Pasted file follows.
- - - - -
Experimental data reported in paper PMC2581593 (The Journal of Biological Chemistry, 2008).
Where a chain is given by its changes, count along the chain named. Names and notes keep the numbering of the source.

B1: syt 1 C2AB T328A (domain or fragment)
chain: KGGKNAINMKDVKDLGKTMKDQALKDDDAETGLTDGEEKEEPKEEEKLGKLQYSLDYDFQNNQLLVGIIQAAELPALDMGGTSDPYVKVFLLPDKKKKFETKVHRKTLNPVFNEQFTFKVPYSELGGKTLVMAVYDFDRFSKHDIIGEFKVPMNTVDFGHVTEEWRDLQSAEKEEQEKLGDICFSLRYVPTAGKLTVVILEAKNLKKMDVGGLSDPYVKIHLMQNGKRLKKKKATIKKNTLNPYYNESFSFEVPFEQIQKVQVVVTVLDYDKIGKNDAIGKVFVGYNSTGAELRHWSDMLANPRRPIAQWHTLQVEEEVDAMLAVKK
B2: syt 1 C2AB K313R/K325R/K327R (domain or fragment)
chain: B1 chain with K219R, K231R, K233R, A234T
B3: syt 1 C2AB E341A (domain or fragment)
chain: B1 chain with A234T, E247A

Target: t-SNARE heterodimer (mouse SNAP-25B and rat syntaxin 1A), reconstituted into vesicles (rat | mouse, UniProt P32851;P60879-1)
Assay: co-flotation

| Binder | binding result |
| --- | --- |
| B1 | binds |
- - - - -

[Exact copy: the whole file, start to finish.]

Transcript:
Experimental data reported in paper PMC2581593 (The Journal of Biological Chemistry, 2008).
Where a chain is given by its changes, count along the chain named. Names and notes keep the numbering of the source.

B1: syt 1 C2AB T328A (domain or fragment)
chain: KGGKNAINMKDVKDLGKTMKDQALKDDDAETGLTDGEEKEEPKEEEKLGKLQYSLDYDFQNNQLLVGIIQAAELPALDMGGTSDPYVKVFLLPDKKKKFETKVHRKTLNPVFNEQFTFKVPYSELGGKTLVMAVYDFDRFSKHDIIGEFKVPMNTVDFGHVTEEWRDLQSAEKEEQEKLGDICFSLRYVPTAGKLTVVILEAKNLKKMDVGGLSDPYVKIHLMQNGKRLKKKKATIKKNTLNPYYNESFSFEVPFEQIQKVQVVVTVLDYDKIGKNDAIGKVFVGYNSTGAELRHWSDMLANPRRPIAQWHTLQVEEEVDAMLAVKK
B2: syt 1 C2AB K313R/K325R/K327R (domain or fragment)
chain: B1 chain with K219R, K231R, K233R, A234T
B3: syt 1 C2AB E341A (domain or fragment)
chain: B1 chain with A234T, E247A

Target: t-SNARE heterodimer (mouse SNAP-25B and rat syntaxin 1A), reconstituted into vesicles (rat | mouse, UniProt P32851;P60879-1)
Assay: co-flotation

| Binder | binding result |
| --- | --- |
| B1 | binds |